Gawker sales associate James Del responded via e-mail: "I'm actually quite familiar with Spark ... I just met with Deborah, Shaun and Jeff about a week ago regarding Delta," and proceeded to offer Jalopnik, Gizmodo, Deadspin, Gawker and Lifehacker quoted rates and offered to do a sponsored post.
"Please whip up a proposal and let's try and get something going as we are in need of some major imps by the end of the month as we are under-delivering on our monthly impression levels for September," Mr. Delarosa responded via e-mail, and proceeded to negotiate, asking to have the campaign "blended into a lower overall eCPM" to bill the client.
While it seemed odd to Mr. Del that he'd never heard of these individuals, they cleverly deflected suspicion by getting on the phone several times and by buying a roadblock on Jalopnik -- at a higher CPM -- in addition to run-of-network across Gawker sites. "This guy was so good he'd probably be better off as a media buyer; he'd make more money," Mr. Del said.
A Spark SMG spokesperson said the agency sent a warning to 50 vendors after The New York Times was hit, but not to Gawker "because we rarely do business with Gawker."
But the brazenness of the scam was, at times, breathtaking. Because the malware was subtle, and didn't attack all visitors, it took some time before the comments started to roll in and Gawker caught wind of it. The ads came down on a Friday. On Monday, "Mr. Delarosa" called to ask why they weren't running. Mr. Del confronted him, but stuck to his story and said if Gawker wouldn't run his ads, he'd take them elsewhere.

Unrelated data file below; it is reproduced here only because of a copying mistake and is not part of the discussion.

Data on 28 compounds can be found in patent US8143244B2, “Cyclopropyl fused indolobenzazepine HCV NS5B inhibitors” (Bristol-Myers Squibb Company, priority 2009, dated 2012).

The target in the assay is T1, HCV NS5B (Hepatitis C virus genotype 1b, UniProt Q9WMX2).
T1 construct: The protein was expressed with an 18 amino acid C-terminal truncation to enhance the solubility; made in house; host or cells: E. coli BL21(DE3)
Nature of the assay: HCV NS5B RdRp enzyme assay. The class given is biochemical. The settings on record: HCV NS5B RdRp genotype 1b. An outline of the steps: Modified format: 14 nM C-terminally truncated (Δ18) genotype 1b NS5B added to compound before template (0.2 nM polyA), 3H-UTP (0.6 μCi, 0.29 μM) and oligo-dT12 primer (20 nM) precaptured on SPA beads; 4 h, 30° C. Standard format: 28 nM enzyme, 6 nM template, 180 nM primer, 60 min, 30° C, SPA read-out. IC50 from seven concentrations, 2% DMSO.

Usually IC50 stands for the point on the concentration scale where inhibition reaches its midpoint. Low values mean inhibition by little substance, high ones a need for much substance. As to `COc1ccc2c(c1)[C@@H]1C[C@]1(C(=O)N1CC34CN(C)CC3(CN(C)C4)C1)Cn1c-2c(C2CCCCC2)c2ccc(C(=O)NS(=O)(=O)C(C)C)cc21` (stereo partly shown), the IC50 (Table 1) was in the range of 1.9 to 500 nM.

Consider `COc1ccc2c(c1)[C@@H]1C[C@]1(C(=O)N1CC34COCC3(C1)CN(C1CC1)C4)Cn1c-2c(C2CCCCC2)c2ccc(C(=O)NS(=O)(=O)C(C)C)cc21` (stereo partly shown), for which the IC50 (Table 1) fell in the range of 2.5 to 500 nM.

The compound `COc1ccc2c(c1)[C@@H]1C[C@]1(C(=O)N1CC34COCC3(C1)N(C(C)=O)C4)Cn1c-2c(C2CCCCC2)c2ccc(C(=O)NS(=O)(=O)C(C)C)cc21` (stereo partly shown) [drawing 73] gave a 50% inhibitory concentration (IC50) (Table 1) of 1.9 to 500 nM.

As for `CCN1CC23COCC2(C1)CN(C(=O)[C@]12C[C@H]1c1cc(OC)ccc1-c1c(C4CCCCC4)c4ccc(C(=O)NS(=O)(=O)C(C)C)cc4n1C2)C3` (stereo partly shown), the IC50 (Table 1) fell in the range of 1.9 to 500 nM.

Mr. Caruso said the scammers would have very likely paid for the campaign. Depending on the goal of the scam, it can be a very good business. Identities can be resold to organized crime; scare ads can harvest sales of phony anti-virus software. In the end, the goal is not to get caught, because when they do, Mr. Caruso said, "they have to change their name, change their LLC and come up with a new scam."
How not to fall prey to a scam
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CORRECTION: An earlier version of this said identified Initiative as a Publicis Groupe shop, rather than as an Interpublic Group of Cos. agency.